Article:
Bridging the gap between web and mobile UA: Webinar follow-up answers

By John Koetsier February 17, 2021

Rethinking how you use web and mobile for marketing post-IDFA? Join the club. Apple’s iOS 14 privacy changes, the new App Tracking Transparency pop-up, and the introduction of SKAdNetwork are impacting how mobile marketers are thinking about marketing in a privacy-safe world.

And thinking about how the customer journey might change.

That’s exactly the challenge Trubill’s VP of Growth, Digit’s former head of growth, Criteo’s director of global partnerships, and Singular’s own VP of solutions tackled at our last webinar: Bridging the gap between web and mobile user acquisition.

They answered a ton of questions in the webinar, including:

  • Why is everyone going cross-platform with their offerings and marketing?
  • How does the acquisition strategy differ across the web and app?
  • What are the benefits of starting the journey on the web vs. sending people straight to the App Store?
  • How do you measure the entire user journey across both mobile and web?
  • How will measuring cross-platform journeys change with Apple’s iOS 14 privacy changes?
  • And much more …

(Check the webinar, which is still available on-demand, for those answers.)

But we also got a number of questions from the audience that we couldn’t answer in time. Which is why, of course, we’re answering them here and now.

1. Is cross-device attribution possible in a post-IDFA world?

Absolutely, especially when the journey is all on first-party platforms like your mobile-optimized website. One option, for instance, is to start the journey on web and then move it to your app. If the business logic requires it and the flow makes sense to a customer, you can ask for a sign-in or account creation on the mobile web, which they then log into in your app. That’s just one option, of course.

2. What’s the role of advertising engagement in a post-IDFA world?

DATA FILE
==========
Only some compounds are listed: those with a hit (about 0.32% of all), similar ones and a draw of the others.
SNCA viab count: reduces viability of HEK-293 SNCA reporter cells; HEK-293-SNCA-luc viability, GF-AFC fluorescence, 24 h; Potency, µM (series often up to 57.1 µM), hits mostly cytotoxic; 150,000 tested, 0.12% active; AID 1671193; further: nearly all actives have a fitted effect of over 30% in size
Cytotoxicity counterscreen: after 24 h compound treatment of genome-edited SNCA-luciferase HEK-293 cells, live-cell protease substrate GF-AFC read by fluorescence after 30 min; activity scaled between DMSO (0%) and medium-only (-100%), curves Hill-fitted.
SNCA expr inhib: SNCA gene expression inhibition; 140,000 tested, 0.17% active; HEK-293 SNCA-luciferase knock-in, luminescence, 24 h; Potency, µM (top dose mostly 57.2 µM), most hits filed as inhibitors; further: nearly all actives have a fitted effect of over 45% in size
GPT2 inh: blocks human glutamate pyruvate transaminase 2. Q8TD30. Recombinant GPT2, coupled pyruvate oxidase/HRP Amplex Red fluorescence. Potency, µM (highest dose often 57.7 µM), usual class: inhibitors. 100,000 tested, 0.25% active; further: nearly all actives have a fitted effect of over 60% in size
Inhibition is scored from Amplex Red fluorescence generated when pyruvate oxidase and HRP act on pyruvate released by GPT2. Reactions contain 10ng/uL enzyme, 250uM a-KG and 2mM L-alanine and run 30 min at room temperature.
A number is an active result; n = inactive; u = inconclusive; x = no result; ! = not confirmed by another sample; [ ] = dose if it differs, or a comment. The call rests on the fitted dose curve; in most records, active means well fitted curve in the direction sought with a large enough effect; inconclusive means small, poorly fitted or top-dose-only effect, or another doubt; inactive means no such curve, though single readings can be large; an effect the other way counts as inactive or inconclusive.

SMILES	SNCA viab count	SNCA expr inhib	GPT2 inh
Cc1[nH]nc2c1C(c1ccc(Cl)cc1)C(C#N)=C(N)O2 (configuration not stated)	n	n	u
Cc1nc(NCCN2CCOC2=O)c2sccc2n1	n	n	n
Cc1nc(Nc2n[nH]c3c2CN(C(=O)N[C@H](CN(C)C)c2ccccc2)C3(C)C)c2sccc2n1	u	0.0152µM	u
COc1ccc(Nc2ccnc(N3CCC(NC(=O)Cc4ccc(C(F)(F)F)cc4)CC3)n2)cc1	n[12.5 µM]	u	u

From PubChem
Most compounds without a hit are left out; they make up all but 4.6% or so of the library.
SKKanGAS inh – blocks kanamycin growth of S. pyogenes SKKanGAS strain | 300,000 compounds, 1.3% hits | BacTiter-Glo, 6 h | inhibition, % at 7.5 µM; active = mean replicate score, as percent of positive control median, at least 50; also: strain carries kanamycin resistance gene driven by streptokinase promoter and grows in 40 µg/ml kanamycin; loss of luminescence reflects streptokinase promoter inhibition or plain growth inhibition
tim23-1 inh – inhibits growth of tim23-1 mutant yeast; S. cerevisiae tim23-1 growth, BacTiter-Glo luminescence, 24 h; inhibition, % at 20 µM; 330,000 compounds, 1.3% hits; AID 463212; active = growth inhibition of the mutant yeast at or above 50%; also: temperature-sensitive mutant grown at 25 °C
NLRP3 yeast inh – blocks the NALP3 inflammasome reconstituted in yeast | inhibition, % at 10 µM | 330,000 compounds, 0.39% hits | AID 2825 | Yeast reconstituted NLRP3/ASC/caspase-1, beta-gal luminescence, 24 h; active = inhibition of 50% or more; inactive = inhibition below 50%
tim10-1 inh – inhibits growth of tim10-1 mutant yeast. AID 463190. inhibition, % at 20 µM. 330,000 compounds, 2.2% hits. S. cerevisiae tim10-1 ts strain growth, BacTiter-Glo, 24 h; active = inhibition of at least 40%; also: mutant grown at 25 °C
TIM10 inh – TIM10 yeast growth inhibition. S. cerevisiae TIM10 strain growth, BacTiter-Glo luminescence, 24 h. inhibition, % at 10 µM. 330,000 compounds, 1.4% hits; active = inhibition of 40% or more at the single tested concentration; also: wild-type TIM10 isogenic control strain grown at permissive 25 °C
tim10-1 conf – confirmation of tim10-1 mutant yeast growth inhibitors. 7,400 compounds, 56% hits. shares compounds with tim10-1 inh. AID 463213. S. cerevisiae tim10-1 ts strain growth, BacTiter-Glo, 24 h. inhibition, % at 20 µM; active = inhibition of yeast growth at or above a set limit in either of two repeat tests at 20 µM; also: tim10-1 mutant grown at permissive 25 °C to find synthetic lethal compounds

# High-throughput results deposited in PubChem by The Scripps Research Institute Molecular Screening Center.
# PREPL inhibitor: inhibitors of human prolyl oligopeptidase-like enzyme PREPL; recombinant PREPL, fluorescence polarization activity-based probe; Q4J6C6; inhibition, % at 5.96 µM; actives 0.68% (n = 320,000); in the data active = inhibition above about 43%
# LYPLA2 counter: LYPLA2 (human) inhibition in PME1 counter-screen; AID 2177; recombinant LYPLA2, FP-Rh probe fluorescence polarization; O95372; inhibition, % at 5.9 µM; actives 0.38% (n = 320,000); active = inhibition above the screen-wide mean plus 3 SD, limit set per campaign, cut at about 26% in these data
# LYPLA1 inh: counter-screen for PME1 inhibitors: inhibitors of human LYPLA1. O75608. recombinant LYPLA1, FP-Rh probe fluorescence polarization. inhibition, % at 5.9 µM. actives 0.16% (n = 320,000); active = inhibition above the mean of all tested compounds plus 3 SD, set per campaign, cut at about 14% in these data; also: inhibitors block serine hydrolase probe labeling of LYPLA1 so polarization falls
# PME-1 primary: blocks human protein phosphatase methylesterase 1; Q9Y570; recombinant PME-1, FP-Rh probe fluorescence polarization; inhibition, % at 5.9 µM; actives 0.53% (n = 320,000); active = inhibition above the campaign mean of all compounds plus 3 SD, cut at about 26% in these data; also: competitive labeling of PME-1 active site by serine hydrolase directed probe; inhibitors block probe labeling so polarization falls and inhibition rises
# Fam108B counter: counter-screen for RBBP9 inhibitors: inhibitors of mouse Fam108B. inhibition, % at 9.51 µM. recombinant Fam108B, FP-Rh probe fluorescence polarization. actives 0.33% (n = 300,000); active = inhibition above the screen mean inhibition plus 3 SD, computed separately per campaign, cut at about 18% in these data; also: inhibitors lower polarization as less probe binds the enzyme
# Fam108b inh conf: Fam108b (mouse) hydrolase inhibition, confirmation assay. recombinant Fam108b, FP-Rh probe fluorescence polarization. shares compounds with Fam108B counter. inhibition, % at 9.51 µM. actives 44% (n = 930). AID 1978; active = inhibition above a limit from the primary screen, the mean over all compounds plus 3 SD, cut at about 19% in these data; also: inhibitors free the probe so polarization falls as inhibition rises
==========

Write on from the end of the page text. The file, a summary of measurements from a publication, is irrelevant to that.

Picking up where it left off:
Advertising has always been a mix of performance and brand marketing. The reality is that all brand marketing is, to some extent, performance marketing, and all performance marketing is, to some extent, also brand marketing.

None of that changes.

On Android, nothing has changed, clearly. On iOS, there is still deterministic marketing measurement that Singular supports in SKAdNetwork, in addition to traditional IDFA-based attribution if you choose to go that route. There’s also aggregated ad network and platform data that Singular unifies for you and combines with your attribution results to give you a holistic view of your marketing results.

Ultimately, you still want attention. You want that attention to drive engagement. And you want that engagement to generate revenue. None of that changes, either.

You will likely lose some granularity on iOS, and that may happen to a lesser extent on Android as well if Google takes similar steps in Apple’s privacy-focused direction. But you will not lose the ability to learn the impact of your ads and you will not lose data that is valuable for optimization of future campaigns.

3. How can advertisers leverage first-party data for cross-platform advertising?

The most obvious way in the mobile world, at least on iOS, is IDFV. If people who use your apps have multiple apps installed, you can see that in your Identifier for Vendors data. You can now target them for notifications and ads for additional apps. Also, if you have personalized environments in both a web and app experience, you can message your customers in either, knowing what they do in the other.

The challenge for marketers is that you cannot share this private first-party information with third parties without explicit permission. And that means that if you want to leverage first-party data for marketing campaigns using technology such as look-alike audiences, you need to get tracking permission first.

But you can still learn things from people using your apps to help you attract more without sharing their data.

If you know what current users responded to in their customer journeys, you can replicate some of those conditions, ads, creative, and channels or networks in your search for more. That’s simply learning from your customers or users and applying those insights to future app users, and shares no personal data with any other app, website, or company.

4. How much more valuable is using Google’s Install Referrer method in attributing UA? Some have used Google’s install referrer attribution for web to mobile ads campaigns. It would be good to get perspective on the use of Install Referrer in mobile Android UA efforts … is this more relevant to web than to mobile? Google hasn’t yet made an Apple-like privacy change, but this install referrer may become more important.

Google’s install referrer is one of the two deterministic methods, alongside GAID, for measuring and attributing app installs on Android. It is relevant for measuring web-to-app and app-to-app ad campaigns driving clicks to the app store.

GAID is the Android equivalent for IDFA. The main benefits of using the Install Referrer over GAID are accuracy, superior fraud resilience, the ability to measure users with “Opt out of Ads Personalization” (the Android version of iOS’s limit ad tracking) enabled, plus support for web-to-app. The main benefits of using GAID are view-through attribution and of course measuring installs claimed by self-attributing networks (SANs).